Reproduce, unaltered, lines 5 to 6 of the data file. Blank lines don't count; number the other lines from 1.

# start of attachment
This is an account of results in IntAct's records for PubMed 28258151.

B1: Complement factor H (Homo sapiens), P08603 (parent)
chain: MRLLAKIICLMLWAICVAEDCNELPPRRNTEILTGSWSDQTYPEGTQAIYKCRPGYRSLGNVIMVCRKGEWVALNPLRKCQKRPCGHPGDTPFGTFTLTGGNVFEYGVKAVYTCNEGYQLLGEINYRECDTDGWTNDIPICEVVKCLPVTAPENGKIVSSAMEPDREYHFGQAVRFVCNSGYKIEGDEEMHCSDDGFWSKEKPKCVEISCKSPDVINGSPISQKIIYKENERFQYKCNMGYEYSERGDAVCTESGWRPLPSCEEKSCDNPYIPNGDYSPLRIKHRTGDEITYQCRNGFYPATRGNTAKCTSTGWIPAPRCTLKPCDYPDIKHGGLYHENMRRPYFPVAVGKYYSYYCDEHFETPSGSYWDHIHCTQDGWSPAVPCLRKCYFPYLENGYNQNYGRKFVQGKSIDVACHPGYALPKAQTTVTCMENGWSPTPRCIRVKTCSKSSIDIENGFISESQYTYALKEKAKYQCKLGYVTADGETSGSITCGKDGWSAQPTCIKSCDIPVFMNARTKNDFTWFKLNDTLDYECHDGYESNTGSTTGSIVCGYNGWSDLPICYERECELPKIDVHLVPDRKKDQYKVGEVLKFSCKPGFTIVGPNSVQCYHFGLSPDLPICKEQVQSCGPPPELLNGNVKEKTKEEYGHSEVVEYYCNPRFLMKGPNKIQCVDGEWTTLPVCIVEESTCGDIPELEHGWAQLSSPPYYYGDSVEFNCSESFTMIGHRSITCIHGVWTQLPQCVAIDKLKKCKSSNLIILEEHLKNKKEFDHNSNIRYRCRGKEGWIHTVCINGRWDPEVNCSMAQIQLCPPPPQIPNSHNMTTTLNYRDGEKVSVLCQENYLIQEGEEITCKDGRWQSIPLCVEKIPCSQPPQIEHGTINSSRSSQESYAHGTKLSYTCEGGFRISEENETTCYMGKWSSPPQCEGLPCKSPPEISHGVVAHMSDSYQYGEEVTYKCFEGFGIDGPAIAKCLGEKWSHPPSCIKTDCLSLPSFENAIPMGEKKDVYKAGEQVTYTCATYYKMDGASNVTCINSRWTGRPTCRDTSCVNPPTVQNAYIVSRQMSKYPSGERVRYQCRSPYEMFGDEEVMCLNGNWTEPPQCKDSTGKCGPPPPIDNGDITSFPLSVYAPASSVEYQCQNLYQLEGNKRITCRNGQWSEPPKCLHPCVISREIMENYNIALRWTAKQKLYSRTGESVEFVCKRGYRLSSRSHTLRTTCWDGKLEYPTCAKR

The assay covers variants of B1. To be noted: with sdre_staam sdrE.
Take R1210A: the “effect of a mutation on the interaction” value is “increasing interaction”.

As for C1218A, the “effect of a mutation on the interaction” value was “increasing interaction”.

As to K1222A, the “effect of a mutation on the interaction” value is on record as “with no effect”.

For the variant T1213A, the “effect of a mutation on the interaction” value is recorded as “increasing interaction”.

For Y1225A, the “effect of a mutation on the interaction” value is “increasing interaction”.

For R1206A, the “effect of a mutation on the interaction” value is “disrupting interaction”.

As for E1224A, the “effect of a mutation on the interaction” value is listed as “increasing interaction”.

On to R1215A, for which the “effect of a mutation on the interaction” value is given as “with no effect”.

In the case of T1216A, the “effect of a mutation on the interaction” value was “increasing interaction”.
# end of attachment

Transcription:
Take R1210A: the “effect of a mutation on the interaction” value is “increasing interaction”.

As for C1218A, the “effect of a mutation on the interaction” value was “increasing interaction”.